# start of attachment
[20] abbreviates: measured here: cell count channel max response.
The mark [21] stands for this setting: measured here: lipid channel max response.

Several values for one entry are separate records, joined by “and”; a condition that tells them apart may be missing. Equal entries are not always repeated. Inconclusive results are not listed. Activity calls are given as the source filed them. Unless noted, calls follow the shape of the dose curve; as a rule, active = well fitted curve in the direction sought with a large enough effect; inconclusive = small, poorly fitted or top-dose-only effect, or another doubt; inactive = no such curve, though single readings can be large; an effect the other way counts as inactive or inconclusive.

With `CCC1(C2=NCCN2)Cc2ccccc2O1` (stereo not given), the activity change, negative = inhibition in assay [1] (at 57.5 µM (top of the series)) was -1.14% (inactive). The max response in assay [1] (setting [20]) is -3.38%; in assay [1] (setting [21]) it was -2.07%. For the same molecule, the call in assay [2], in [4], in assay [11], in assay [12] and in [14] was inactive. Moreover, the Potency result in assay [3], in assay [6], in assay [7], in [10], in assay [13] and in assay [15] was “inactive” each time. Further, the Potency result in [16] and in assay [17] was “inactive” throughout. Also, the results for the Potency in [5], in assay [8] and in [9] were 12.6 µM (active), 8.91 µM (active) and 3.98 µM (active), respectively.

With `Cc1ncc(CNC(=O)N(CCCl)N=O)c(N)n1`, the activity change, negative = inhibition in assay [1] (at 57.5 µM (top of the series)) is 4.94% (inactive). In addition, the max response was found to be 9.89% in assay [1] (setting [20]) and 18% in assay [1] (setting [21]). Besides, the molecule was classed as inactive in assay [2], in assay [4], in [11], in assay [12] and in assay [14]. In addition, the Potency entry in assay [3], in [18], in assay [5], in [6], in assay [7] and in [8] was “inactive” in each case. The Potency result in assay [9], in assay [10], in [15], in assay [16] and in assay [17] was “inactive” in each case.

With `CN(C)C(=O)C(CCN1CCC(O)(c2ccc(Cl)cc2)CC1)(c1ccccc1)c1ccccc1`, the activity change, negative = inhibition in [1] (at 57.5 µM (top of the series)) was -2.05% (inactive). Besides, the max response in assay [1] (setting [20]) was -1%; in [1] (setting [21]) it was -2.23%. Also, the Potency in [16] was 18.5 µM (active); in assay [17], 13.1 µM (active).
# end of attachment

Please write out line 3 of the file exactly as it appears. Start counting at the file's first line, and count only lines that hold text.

Several values for one entry are separate records, joined by “and”; a condition that tells them apart may be missing. Equal entries are not always repeated. Inconclusive results are not listed. Activity calls are given as the source filed them. Unless noted, calls follow the shape of the dose curve; as a rule, active = well fitted curve in the direction sought with a large enough effect; inconclusive = small, poorly fitted or top-dose-only effect, or another doubt; inactive = no such curve, though single readings can be large; an effect the other way counts as inactive or inconclusive.